Nepalese villagers shelter from rain as an Indian Army helicopter delivers aid following an earthquake at Lapu in Gorkha on April 28, 2015. The impoverished country's leader said relief workers had still not reached many of the worst-hit areas.
SAJJAD HUSSAIN—AFP/Getty Images
By Adam McCauley / Kathmandu
April 29, 2015

At 11:56 a.m. on April 25, the moment the earth started to shake under his feet, Indra Bahadur Khatri was 90 minutes by foot from his sister’s home. There his youngest daughter, Priya, 6, was playing.

When the shaking finally stopped, a couple of minutes after it began, Indra said all the homes in his village of Tarkebesi, between 60 and 70 of them, had collapsed. That afternoon, still unsure of whether his daughter was safe, Indra helped his neighbors rescue one person, alive, from the day’s destruction. Then he started walking.

Saturday’s earthquake has so far claimed more than 5,000 lives. It devastated much of Sindhupalchok, the district home to both Indra and his sister. Arriving in Gore, his sister’s village, Indra found tragedy: his sister and two of her three children had been inside their house when it collapsed, killing the children and severely injuring his sister. Priya, his daughter, had been playing in the backyard. She avoided death but was caught by falling debris, fracturing her arm.

Indra was able to carry his injured daughter nearly two hours back to this village. He hurried after hearing rumors that relief helicopters were on their way. Once home, however, no helicopter arrived. The skies were empty on Sunday too.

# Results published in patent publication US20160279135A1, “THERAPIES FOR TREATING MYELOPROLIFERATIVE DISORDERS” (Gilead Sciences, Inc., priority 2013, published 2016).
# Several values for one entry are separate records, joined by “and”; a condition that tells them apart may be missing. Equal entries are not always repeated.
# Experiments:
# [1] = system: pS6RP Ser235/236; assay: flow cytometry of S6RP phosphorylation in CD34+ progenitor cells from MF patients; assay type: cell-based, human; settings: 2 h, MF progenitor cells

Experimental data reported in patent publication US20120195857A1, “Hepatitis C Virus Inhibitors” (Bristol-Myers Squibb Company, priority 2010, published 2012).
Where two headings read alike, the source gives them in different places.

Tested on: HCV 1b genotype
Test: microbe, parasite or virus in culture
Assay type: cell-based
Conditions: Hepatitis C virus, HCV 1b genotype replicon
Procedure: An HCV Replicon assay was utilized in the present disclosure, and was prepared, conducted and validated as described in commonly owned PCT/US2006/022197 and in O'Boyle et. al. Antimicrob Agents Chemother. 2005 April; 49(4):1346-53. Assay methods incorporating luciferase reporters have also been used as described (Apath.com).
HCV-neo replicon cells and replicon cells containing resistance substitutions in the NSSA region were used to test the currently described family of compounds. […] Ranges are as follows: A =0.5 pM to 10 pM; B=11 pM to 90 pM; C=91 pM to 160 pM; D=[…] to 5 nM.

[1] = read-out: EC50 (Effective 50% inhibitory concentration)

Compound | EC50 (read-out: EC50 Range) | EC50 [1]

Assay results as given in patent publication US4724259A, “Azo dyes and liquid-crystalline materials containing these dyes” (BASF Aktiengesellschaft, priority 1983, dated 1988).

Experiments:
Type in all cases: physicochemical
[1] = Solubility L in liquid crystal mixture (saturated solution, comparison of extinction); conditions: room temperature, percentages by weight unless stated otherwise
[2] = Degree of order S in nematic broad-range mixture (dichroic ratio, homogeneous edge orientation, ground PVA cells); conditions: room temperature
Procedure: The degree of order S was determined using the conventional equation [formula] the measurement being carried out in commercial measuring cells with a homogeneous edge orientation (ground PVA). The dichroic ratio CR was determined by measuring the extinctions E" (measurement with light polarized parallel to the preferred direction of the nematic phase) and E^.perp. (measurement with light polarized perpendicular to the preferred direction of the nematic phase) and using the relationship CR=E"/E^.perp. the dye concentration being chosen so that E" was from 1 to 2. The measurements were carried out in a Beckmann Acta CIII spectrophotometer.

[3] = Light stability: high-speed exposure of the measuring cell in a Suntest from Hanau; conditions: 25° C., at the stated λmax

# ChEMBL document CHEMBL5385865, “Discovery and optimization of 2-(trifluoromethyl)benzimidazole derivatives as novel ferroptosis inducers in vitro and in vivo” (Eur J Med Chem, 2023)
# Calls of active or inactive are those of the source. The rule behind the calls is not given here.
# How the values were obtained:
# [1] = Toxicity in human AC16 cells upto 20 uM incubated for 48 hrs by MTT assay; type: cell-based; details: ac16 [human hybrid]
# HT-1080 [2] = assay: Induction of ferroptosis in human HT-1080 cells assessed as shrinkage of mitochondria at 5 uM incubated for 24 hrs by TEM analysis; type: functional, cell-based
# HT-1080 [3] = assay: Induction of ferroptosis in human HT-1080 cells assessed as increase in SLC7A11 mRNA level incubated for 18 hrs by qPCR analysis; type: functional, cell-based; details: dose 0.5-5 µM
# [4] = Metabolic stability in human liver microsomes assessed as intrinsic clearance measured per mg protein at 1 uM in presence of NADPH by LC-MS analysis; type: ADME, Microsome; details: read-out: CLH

This was not Sindhupalchok’s first disaster. In August 2014, mudslides claimed 156 lives as rescue crews scrambled to reach the area.

By Monday, Indra picked up his daughter again, her broken arm now at risk of infection, and walked another six hours to the Bazaar Melamchi, where an emergency helicopter would take them both to the hospital in Kathmandu.

I met Indra and Priya at Tribhuvan University Teaching Hospital, just minutes before her surgery on Tuesday night. The arm she broke days ago was now wrapped in orange bandage, a single white gauze strap immobilizing it against her small body. Tucked under a blanket, she lays on a metal hospital bed with no mattress, just a double-folded red comforter. At the foot of the bed rested her chart, four syringes and antibiotic pills.

Indra spoke at length about his frustration with failed relief efforts in his district. Although it was just two hours from Kathmandu, he had seen no aid workers, military or media.

According to hospital officials, the number of admitted patients was diminishing, from around 200 on Monday to approximately 80 as of Tuesday evening. Medical staff said nearly 80% of admitted cases involved fractured limbs, the remaining 20% admitted unconscious. Now, four days after the worst of the earthquake, the fear of infection rises in the untreated.

Read next: 6 More Ways You Can Give to Nepal Earthquake Relief

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